Tuesday, 9 June 2015

My Permaculture Food Forest

I have not updated my blog for two years. The reason? Well, I have been putting all my time and energy into something. I was so fully committed that I even quit my job for it. That something is to create a permaculture food forest.

The permaculture philosophy was developed by Australians Bill Mollison and David Holmgren in the 1970's. The term permaculture combines the words permanent and agriculture. In Bill Mollison's words, permaculture is a philosophy of working with, rather than against nature; of protracted and thoughtful observation rather than protracted and thoughtless labor; and of looking at plants and animals in all their functions, rather than treating any area as a single product system.

The purpose of my food forest was, of course, to produce food for consumption. Permaculture principles were the guiding principles when I created and designed my food forest. Rather than the conventional way of growing just a few crops in neat rows and frequently applying fertilizers and watering, I grew a large variety of different crops, trees, shrubs, vegetables, spices and herbs. I created habitats for the different organisms in my food forest, both above and in the soil. We had two smalls ponds in the forest and a larger one by the side of the forest, attracting a variety of aquatic creatures (frogs, dragonflies, etc.) To improve the soil, I added a lot of organic matter to it, not by purchasing large quantities of fertilizers/compost and transporting them to my food forest, but by growing cover crops and plants (such as legumes) and then digging them into the soil or mulching them on the soil. Biodiversity brings stability in my food forest. The more diverse my crops, weeds, insects, birds, soil creatures (including microbes) were, the more stable, healthy and productive my food forest would be.

In permaculture, humans produce food by working with nature. However, most of the food the we eat today are produced by factory farming, which has no or very little regard for nature.

I have been dreaming for a permaculture food forest for over two decades. In June 2013, my wife and I rented a greenhouse in Neo Tiew area and started growing vegetables organically. After a few months, my wife and I decided to rent the open area (860 square metres) just outside the greenhouse to create a permaculture food forest. In the following months, we worked very hard almost everyday. We even worked in the farm on New Year Days and Chinese New Year Days.

Our leavy greens grown organically inside greenhouse

After a year's of hard work, with friends coming to the farm to help on Saturdays, our food forest began to take shape. We had over 50 different crops: trees, shrubs, vegetables, spices and herbs, some of which were grown in order to revitalize the soil. Our roselle plants were doing especially well - prolific and producing red calyces of superior quality. We had more than 60 roselle plants in our food forest! The soil had improved tremendously. I did not test it scientifically, but I could see and smell it. The soil creatures must be thriving.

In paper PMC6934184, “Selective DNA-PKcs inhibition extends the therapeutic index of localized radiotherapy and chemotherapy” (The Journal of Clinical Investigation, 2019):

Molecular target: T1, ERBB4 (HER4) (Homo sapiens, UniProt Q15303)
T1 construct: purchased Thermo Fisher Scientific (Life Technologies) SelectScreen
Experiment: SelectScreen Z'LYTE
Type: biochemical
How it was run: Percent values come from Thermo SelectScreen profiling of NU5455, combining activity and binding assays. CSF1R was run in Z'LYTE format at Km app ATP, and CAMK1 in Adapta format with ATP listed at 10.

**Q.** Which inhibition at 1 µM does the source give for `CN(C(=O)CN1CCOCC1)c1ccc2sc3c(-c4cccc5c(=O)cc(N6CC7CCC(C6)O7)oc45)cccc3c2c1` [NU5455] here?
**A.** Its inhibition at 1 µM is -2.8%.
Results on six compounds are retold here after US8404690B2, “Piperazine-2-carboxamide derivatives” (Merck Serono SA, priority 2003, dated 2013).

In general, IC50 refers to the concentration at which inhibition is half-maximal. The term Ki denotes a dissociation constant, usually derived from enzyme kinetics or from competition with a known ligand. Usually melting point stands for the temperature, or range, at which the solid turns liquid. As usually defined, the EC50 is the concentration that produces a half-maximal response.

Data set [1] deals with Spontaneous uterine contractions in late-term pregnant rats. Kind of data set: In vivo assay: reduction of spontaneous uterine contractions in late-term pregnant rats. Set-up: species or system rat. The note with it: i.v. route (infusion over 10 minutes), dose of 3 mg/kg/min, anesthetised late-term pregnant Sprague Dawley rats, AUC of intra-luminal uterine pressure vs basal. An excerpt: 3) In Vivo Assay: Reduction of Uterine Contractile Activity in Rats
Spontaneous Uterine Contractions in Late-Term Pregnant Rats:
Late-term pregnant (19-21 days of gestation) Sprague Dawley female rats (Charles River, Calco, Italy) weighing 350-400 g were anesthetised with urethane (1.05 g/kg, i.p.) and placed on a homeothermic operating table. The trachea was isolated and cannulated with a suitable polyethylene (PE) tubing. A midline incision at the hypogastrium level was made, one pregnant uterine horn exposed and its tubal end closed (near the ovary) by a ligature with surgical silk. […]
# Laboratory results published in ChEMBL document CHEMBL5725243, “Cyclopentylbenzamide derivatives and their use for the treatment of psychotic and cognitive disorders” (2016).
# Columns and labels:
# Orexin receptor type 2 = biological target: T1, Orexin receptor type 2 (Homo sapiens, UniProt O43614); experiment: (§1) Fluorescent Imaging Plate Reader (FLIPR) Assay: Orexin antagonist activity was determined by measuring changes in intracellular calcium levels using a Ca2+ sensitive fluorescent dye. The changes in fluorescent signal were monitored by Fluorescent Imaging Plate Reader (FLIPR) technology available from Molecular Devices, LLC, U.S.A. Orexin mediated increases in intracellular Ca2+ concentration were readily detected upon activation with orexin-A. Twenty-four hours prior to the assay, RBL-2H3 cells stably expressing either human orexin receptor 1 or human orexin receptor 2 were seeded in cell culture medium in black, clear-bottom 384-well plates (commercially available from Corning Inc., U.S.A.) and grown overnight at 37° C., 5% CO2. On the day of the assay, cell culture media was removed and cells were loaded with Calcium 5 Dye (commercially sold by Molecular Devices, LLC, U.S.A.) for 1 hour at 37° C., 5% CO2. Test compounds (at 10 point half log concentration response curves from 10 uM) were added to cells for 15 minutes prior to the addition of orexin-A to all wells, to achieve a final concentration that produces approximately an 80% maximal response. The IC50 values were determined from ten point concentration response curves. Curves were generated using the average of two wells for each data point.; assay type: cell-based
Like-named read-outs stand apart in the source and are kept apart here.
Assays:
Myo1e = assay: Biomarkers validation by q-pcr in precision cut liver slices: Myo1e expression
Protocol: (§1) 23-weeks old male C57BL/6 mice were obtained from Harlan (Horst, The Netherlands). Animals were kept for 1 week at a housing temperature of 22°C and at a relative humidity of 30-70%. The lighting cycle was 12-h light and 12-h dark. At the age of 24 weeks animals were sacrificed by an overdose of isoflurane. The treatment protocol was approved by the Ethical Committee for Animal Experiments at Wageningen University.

Our food forest on 28 May 2015, habitats for a variety of creatures.
Landlord's workers had cleared the vegetation around our food forest.
You might have noticed that I have been using past tense in the paragraphs above. Yes, because, sadly, our food forest does not exist any longer. It was suddenly destroyed by the landlord on 29 May 2015.

In the morning of 29 May 2015, the landlord's workers came to our food forest with their excavators and bulldozers. They dramatically eradicated all the trees and plants. In just 3 days, they completely cleared everything in our food forest, which my friends, my wife and I took almost two years to create.

Please watch the video in HD (1080p)

The landlord said he is going to let a big company come in. I don't know what this big company will do on the land with their big money. If they are going to lay concrete on the soil, that's death sentence to the soil (yes, healthy soil is very much alive, with microbes and so many soil creatures). It is always sad to see soil being killed in this way, even on designated agricultural land in Singapore. An example is growing vegetables in huge and sophisticated-looking glass greenhouses (which almost totally shuts off nature) built on concrete-covered soil.

People are so disconnected from nature and soil, on which our own survival depends.

On 8 June 2015, my wife and I returned to the farm and took a few pictures:

It is really saddening to see that the healthy soil I'd been helping to restore in the past 2 years had been reduced to muddy clay in just a week's time. The following video shows the soil after the workers had just dug it up, on 30 May 2015.


  1. Sorry to hear about your food forest, it was painful reading your account of events. Is there a way of being updated on your remaining farm plot and its activities?

  2. Thanks Liv for your comment.
    My wife and I are no longer farming in Neo Tiew anymore. We are now growing crops in Ground-Up Initiative (GUI), which is a non-profit organization. In GUI, I don't have a piece of land to grow a food forest. We are growing crops in a more conventional way (in rows) organically and using some permaculture skills where possible.

    1. I see, I know Lai Hock. I was reminded of your blog while messaging Chun Yeow this afternoon. Would love to catch you at GUI sometime!

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